About udder tumours
An older cat that is unneutered or neutered later in life is at risk of developing udder tumours. This is a common type of cancer in cats and unfortunately they are often malignant. The tumour is located in the udder tissue where it can grow and multiply and spread to other organs. The sooner a cat with lumps in the udder gets to the vet the better. That's why it's important to make an appointment with your vet for an examination if you feel a lump on your cat.
You may find udders in your cat along the entire underside of the abdomen. The mammary gland, also called the udder, produces milk in case the female cat has kittens. Nodules in the udder tissue of a cat are almost always malignant and are already at risk of having spread to several parts of the udder when examined by a vet. It is almost always older females that are unneutered that are affected, but cats that are neutered later in life or have been on the contraceptive pill during their lifetime are also at some risk of being affected.
In the beginning there are almost no symptoms on the cat, other than the lump(s) at the udder. However, after a period of time, the nodules will grow in size with a high chance of spreading to several parts of the udder. As they get bigger the cat may also start to irritate them, it is not uncommon for them to start licking the area more than usual which can lead to them becoming irritated and sore.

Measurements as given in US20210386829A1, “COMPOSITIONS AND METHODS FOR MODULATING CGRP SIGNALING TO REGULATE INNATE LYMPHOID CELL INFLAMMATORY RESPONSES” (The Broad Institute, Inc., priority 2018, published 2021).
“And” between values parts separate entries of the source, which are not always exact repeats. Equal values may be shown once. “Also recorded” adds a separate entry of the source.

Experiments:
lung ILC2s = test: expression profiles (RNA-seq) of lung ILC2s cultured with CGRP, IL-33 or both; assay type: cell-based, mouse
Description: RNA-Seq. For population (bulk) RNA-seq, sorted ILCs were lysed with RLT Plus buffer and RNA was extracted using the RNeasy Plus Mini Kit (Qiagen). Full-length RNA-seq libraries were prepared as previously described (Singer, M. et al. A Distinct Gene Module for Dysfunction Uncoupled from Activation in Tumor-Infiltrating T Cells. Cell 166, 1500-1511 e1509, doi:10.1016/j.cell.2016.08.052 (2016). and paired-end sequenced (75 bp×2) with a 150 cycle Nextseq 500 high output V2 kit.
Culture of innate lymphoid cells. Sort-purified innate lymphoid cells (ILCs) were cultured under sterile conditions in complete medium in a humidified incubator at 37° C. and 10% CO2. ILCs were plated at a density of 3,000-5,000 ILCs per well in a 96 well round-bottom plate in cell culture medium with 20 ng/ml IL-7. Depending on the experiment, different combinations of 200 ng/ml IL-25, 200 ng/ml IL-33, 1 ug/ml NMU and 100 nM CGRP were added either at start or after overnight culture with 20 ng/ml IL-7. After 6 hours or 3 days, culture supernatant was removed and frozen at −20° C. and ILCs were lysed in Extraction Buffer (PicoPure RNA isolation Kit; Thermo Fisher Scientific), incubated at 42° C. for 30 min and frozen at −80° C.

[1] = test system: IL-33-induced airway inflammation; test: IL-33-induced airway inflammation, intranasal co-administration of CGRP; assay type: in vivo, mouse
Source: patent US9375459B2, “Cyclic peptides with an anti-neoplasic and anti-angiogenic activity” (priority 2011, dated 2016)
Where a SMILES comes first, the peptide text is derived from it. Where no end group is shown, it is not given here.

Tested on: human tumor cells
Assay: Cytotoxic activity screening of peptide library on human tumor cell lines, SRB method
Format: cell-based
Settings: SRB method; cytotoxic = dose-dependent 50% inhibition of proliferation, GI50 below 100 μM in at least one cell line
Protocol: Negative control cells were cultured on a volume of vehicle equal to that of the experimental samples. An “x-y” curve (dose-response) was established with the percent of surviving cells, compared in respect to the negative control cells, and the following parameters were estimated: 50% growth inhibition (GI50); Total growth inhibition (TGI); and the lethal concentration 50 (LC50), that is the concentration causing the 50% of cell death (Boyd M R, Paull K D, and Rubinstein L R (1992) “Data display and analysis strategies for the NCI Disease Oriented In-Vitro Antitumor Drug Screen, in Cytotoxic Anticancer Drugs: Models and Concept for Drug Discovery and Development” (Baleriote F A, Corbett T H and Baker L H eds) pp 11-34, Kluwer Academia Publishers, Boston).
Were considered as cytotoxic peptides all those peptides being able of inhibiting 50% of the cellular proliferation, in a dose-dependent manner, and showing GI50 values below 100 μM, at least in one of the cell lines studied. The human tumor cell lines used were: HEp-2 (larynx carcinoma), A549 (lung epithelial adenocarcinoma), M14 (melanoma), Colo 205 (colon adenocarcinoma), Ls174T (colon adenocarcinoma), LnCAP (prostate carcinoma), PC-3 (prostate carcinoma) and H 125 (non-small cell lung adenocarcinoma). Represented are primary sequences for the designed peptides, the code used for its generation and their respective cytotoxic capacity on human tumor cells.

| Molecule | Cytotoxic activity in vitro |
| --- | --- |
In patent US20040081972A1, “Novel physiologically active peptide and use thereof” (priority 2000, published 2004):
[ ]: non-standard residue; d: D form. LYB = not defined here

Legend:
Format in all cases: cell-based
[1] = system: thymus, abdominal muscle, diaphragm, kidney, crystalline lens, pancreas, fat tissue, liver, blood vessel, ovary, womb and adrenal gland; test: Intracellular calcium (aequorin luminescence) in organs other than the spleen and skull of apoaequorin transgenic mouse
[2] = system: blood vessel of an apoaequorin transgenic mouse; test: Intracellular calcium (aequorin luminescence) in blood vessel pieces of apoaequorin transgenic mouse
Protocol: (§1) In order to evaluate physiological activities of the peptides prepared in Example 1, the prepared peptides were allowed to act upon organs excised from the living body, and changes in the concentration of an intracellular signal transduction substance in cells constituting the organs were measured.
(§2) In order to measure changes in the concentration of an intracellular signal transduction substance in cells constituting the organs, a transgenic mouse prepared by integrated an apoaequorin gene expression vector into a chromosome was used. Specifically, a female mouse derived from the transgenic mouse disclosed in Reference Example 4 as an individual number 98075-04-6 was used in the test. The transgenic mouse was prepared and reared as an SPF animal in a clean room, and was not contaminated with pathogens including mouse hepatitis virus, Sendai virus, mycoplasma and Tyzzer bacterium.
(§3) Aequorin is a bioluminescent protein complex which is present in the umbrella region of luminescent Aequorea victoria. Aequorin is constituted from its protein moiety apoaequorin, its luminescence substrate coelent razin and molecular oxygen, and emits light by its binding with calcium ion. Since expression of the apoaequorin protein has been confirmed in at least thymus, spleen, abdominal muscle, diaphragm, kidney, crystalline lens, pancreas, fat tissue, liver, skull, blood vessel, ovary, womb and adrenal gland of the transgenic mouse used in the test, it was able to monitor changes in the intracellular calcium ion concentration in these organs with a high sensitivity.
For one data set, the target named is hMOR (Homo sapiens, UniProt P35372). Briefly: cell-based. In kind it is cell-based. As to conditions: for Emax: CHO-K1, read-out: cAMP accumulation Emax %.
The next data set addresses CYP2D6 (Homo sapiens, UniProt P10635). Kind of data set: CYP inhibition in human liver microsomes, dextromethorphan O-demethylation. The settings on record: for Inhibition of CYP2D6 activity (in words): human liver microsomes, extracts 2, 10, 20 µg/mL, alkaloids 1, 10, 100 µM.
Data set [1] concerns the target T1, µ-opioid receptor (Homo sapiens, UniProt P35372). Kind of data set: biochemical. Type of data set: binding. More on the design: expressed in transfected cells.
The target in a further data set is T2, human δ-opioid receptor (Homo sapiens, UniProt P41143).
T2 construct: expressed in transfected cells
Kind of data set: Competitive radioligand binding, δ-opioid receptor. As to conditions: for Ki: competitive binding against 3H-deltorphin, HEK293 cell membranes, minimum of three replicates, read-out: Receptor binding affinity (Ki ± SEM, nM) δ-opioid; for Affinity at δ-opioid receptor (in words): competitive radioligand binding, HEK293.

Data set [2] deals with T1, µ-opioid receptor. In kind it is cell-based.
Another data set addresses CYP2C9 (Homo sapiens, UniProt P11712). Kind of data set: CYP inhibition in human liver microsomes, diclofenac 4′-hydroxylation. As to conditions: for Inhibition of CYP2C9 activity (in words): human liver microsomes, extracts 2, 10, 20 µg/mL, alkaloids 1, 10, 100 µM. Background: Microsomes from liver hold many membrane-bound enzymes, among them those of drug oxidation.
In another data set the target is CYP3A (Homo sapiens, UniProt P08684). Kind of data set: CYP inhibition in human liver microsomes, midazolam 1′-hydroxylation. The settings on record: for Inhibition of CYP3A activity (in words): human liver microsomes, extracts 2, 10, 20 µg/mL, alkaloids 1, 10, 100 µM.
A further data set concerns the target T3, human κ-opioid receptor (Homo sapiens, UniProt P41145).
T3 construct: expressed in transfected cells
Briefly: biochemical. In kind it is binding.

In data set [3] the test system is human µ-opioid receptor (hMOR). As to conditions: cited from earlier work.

If the tumours have spread to other parts of the body's organs, symptoms may begin to appear, depending on which organ or organs are affected. It is not uncommon for udder tumours to spread to the lymph nodes or the lungs. In the lungs, they can give rise to what are called metastases, which can cause severe breathing problems in cats. Tumours can also develop in the bones or other organs in the abdominal cavity. It is difficult to predict the future prognosis of a cat affected by udder tumours.
Make a habit of regularly feeling your cat's body to detect lumps and other changes as early as possible! If you find a lump or other change in your cat's udder or on any other part of the cat's body, make an appointment to see a vet.